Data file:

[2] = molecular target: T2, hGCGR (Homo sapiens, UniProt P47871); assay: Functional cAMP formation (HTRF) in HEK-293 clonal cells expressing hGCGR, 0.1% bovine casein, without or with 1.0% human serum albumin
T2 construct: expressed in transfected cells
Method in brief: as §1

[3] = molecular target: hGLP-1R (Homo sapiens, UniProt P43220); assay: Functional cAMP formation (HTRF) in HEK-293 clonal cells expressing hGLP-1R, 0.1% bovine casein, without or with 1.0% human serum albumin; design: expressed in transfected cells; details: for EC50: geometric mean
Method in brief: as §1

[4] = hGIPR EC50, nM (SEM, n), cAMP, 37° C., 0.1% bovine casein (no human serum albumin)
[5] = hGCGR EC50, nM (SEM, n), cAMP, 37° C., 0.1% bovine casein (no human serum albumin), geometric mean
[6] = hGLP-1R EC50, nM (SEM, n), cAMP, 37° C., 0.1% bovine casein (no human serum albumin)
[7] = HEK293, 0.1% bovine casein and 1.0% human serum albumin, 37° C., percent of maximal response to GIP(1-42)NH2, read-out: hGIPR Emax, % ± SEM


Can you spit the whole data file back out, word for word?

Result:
[2] = molecular target: T2, hGCGR (Homo sapiens, UniProt P47871); assay: Functional cAMP formation (HTRF) in HEK-293 clonal cells expressing hGCGR, 0.1% bovine casein, without or with 1.0% human serum albumin
T2 construct: expressed in transfected cells
Method in brief: as §1

[3] = molecular target: hGLP-1R (Homo sapiens, UniProt P43220); assay: Functional cAMP formation (HTRF) in HEK-293 clonal cells expressing hGLP-1R, 0.1% bovine casein, without or with 1.0% human serum albumin; design: expressed in transfected cells; details: for EC50: geometric mean
Method in brief: as §1

[4] = hGIPR EC50, nM (SEM, n), cAMP, 37° C., 0.1% bovine casein (no human serum albumin)
[5] = hGCGR EC50, nM (SEM, n), cAMP, 37° C., 0.1% bovine casein (no human serum albumin), geometric mean
[6] = hGLP-1R EC50, nM (SEM, n), cAMP, 37° C., 0.1% bovine casein (no human serum albumin)
[7] = HEK293, 0.1% bovine casein and 1.0% human serum albumin, 37° C., percent of maximal response to GIP(1-42)NH2, read-out: hGIPR Emax, % ± SEM